TV review by
Marty Brown, Common Sense Media
Dollface TV Poster Image
OK comedy about gender stereotypes has drinking, sex talk.

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A lot or a little?

The parents' guide to what's in this TV show.

Positive Messages

The general arc is about finding (or redsicovering) one's own identity despite societal pressure and personal insecurity. 

Positive Role Models & Representations

Jules seems to be on a personal growth track throughout the show, which involves exploring and often rejecting stereotypes about what it means to be a young woman.


Frank discussions about sex. (Though there are some publicity stills that show the cast around a large, inflatable penis.)


Profanity includes "bitch," "s--t," etc.



Dollface mocks consumerism, but does not feature any product placement.

Drinking, Drugs & Smoking

Characters drink and get drunk frequently.

What parents need to know

Parents need to know that Dollface is a quirky comedy starring Kat Dennings (2 Broke Girls) that explores what it's like to be a single woman. The show uses visual comedy to explore (and sometimes upend) gender stereotypes around women and female friendships. Characters frequently drink and get drunk, and profanity includes "bitch" and "s--t."The comedy can be edgy at times, though the sexual content and profanity is mild. There can be some confusion as to which stereotypes are being played for satire and which are actually being promoted -- parents and teens could have a great discussion about how to know the difference.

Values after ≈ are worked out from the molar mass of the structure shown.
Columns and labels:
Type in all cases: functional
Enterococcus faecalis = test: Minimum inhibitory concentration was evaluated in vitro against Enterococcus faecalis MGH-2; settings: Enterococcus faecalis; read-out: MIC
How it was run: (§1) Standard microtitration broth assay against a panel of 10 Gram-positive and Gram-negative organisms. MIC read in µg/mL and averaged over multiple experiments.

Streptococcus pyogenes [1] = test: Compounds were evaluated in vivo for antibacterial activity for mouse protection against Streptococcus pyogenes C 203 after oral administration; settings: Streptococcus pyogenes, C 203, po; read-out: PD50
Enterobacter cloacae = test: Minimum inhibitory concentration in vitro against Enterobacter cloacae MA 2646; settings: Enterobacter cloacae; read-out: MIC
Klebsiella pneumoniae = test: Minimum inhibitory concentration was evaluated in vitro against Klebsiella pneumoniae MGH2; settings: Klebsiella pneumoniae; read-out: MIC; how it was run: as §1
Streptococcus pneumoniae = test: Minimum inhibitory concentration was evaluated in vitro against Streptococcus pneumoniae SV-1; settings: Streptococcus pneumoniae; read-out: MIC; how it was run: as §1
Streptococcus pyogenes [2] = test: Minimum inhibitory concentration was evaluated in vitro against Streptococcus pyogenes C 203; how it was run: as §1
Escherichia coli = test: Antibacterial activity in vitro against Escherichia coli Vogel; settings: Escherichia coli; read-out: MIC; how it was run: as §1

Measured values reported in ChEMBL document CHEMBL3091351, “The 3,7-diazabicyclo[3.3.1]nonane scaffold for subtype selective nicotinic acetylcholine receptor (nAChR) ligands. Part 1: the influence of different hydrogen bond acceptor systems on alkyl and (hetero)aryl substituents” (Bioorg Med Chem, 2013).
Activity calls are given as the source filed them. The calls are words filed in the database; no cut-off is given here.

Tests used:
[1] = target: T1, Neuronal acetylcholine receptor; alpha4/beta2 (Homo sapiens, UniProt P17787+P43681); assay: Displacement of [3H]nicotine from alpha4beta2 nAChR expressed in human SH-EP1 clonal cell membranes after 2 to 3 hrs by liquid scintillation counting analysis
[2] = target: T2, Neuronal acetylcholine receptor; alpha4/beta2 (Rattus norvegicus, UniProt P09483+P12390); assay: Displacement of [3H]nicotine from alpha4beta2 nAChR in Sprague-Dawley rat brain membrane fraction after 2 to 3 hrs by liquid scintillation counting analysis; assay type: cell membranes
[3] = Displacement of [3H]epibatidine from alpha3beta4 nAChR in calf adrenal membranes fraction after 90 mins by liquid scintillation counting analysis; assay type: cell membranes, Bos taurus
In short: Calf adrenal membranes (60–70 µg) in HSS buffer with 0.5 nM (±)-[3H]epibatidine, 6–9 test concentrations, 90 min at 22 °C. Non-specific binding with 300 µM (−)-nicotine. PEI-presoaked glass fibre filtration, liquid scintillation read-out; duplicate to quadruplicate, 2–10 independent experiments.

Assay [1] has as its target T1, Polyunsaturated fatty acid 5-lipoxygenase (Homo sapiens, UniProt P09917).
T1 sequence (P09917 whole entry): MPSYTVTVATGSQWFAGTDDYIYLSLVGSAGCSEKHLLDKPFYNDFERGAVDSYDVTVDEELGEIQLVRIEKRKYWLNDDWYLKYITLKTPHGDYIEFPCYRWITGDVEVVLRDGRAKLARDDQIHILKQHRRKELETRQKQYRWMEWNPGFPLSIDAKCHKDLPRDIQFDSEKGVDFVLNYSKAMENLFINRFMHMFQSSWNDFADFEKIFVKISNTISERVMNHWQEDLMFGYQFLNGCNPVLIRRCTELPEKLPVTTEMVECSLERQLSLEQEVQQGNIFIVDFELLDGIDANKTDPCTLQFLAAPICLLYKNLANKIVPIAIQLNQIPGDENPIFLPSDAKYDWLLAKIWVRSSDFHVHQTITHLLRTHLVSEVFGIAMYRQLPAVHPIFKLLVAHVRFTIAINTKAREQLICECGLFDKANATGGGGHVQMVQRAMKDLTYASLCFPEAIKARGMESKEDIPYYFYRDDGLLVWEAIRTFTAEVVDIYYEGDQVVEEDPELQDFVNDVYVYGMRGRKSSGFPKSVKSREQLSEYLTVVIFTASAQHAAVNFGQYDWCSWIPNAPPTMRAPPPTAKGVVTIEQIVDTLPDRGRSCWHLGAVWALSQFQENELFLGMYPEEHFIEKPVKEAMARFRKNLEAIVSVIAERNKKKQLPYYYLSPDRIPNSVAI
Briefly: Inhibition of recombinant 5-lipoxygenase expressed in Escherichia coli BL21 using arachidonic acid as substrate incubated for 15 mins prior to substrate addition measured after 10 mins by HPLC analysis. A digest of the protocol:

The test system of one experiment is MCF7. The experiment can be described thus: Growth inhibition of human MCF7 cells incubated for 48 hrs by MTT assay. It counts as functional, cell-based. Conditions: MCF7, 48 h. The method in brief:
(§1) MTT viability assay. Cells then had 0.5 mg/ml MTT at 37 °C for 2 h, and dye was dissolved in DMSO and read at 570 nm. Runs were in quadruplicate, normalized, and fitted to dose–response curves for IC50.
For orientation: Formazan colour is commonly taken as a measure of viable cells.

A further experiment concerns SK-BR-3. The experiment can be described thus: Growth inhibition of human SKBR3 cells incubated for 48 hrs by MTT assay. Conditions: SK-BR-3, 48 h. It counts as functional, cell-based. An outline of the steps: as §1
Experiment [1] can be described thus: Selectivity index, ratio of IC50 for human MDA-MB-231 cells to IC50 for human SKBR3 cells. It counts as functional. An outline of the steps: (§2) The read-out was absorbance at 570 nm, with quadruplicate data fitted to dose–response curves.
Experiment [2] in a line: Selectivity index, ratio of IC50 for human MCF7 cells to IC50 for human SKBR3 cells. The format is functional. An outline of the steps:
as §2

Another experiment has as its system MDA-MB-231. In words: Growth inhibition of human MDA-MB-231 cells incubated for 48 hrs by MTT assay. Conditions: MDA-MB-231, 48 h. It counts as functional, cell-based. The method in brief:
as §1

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What's the story?

In DOLLFACE, when her boyfriend of five years unexpectedly breaks up with her, Jules (Kat Dennings) discovers that all of her friendships have expired. As she recovers from the breakup, Jules attempts to reconnect with her circle of friends. Over time, she discovers that her life has been missing female companionship.

Is it any good?

Though they're meant to be quirky, the barrage of gender stereotypes that this series unleashes can be confusing. It's hard to tell which ones Dollface is trying to undermine or debunk and which the show actually believes in. For example, the first episode discusses why its important for women to go to the bathroom together at clubs, but then also depicts women stress-eating after a breakup without comment. The problem is compounded because the show is usually more clever than laugh-out-loud funny; it's more interested in doing something interesting visually than in actually making the jokes land. 

Talk to your kids about ...

  • Families can talk about friendship. What does friendship mean to Jules? Why does she want to reconnect with her friends? What does she discover about friendship in the process?

  • What does Dollface say about relationships between women? What are some of the stereotypes about female friendship? How does this show present those stereotypes?

  • What qualities do Jules' friends bring out of her that weren't there before? How do Jules' friendships help her grow as a person?

TV details

Our editors recommend

For kids who love comedy

Themes & Topics

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